Percentage of New Mortgages Backed By US Government = 90%+

Last week, the average rate for a 30-year fixed-rate mortgage fell below 4% for the first time in recorded history. Why? The Federal Reserve and the US Government.

Check out this chart that breaks down the source of new mortgage originations for each year from 1990 to 2011. Blue is Federal Housing Authority (FHA) or Veteran’s Administration (VA), Red is Government Sponsored Enterprises (GSEs) including Fannie Mae and Freddie Mac, and Green is Other, presumably private sector mortgages held by banks and credit unions.

This is a fascinating and telling chart. In 1990 FHA/VA and GSE loans made up roughly 50 percent of all loan originations. This remained the story for the entire decade. The private sector got incredibly hungry with their toxic loans in 2004, 2005, 2006, and 2007. But look at 2008 up until today. For the last three full years, government backed loans made up over 90 percent of all loan originations.

Credit to Dr. Housing Bubble, found via AFM.

Comments

  1. Unfortunately, most of the green in the “boom years” was NOT banks and credit unions (in fact, almost all mortgages originated by banks were backed by FRE and FNM). They were non-bank financial institutions, who did nothing but pump out as many mortgages as possible, and then securitize them and sell them to wall-street (this is where all the no-money-down, no-doc, stated-income, negative-amortization, baloon payment, “creative financing”, “NINJA” mortgages, etc. came from). Banks got a little crazy in these years, but nothing like the non-bank sector, which made up about two-thirds of the market. Those originators have all but disappeared.

    NINJA is one of my favorite terms — No Income, No Job, no Assets. Seriously. Those people got mortgages too.

  2. As a follow-up, it should be noted that even today, the Red is almost all bank and credit union mortgages. You can’t get a mortgage from a GSE. This post is a bit mis-leading. The only thing that has changed since 2007 is that the non-bank mortgage market has vaporized. Of course the other portions look bigger on a 100% scale like this. If you look at the absolute numbers, the Red section is probably smaller than it was.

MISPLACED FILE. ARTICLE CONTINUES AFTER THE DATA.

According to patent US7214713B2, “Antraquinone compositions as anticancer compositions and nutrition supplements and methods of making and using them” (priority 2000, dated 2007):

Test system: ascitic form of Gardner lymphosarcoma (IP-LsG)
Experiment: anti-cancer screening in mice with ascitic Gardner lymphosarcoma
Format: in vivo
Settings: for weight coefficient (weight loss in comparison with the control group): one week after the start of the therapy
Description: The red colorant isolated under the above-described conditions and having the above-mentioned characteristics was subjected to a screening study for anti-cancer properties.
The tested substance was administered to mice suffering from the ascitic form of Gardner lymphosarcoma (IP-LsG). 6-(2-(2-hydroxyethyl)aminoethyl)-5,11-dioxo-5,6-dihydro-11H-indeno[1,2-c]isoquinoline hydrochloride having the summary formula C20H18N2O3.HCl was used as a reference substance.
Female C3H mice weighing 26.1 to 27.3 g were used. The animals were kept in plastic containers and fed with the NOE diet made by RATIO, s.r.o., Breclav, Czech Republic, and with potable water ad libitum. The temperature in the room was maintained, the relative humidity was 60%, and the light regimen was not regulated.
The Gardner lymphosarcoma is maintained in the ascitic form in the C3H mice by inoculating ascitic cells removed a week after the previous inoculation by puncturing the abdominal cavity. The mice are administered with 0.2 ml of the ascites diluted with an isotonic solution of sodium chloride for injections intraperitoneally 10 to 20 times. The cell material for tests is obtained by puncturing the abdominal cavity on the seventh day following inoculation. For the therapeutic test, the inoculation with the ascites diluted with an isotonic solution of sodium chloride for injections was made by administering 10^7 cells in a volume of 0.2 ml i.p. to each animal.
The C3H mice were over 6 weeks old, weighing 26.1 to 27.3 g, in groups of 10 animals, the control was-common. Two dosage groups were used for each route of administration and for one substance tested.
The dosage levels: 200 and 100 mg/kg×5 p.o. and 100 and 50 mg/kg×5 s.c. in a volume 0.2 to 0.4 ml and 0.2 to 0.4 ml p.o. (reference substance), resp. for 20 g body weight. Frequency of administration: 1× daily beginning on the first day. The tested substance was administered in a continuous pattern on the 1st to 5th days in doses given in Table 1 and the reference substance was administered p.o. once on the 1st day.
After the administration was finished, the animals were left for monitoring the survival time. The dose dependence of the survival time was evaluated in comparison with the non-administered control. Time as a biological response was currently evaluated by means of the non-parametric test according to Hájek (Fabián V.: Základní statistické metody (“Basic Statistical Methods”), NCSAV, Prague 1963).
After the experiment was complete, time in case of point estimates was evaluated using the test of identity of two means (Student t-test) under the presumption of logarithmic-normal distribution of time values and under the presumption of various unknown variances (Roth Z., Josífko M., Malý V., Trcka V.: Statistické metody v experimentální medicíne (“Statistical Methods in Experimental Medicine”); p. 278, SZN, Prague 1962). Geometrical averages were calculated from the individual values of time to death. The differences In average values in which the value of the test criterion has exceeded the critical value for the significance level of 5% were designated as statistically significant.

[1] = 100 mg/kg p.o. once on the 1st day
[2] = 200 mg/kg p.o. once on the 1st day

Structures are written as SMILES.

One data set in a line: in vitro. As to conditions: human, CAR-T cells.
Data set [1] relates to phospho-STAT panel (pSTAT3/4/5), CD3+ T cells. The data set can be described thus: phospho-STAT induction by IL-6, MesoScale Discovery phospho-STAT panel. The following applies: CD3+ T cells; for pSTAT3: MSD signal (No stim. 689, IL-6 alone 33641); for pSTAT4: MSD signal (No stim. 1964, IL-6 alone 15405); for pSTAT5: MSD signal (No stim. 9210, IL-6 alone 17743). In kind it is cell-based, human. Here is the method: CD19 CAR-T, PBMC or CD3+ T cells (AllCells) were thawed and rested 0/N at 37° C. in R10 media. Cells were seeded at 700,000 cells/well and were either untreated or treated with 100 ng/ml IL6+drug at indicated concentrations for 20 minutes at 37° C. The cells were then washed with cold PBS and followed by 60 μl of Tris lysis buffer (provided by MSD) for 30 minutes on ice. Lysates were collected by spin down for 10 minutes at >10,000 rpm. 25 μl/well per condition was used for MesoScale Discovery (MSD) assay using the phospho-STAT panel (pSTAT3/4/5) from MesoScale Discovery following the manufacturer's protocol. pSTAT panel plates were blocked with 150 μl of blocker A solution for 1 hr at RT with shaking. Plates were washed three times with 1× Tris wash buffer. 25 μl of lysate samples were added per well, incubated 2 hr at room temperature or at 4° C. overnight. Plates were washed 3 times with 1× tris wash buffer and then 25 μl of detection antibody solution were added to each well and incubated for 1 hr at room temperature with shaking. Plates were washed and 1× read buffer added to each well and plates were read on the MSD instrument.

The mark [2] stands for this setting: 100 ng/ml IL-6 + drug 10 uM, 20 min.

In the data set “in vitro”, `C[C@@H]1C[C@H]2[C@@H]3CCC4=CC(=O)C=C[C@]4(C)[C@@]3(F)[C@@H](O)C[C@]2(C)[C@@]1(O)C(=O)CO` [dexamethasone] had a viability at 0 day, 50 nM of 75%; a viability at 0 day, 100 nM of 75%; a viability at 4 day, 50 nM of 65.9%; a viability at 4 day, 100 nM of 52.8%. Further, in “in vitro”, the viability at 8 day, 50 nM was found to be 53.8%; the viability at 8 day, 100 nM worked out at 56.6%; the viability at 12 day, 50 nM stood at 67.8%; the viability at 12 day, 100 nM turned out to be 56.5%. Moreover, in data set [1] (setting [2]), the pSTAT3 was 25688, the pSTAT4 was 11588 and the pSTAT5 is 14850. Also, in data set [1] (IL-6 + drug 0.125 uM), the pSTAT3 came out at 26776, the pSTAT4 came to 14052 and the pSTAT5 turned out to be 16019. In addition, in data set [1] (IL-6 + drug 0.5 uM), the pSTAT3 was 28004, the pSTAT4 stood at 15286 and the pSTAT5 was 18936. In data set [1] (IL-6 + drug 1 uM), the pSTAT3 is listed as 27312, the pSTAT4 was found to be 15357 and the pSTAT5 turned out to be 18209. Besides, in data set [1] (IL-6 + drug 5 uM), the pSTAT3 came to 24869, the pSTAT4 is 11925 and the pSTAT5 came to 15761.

3. @GregK

    i was just going to say, id like to see the absolute numbers.

  4. I’d argue that without Fannie and Freddie there is no private market for a 30-year pre-payable fixed rate mortgage, and if there is it is a significantly higher rates than we have seen in the U.S. in decades. No other market in the world offers this product, and the only reason the U.S. does is because we have had the world’s reserve currency and have essentially transferred that seignioriage benefit to homeowners.

  5. There is no way that most banks and credit unions would be lending these days at current volumes at these rates without the secure knowledge that they can immediately sell these mortgage to Fannie or Freddie. That’s what the data here has been dug into to tell us the “real” originator. Of course, I didn’t compile this data so I don’t know the accuracy.

    Some limited institutions keep mortgages in their own private portfolio, often jumbo loans that are non-conforming. These rates are always higher than conforming GSE loans.

  6. so the government is essentially propping up the housing market.

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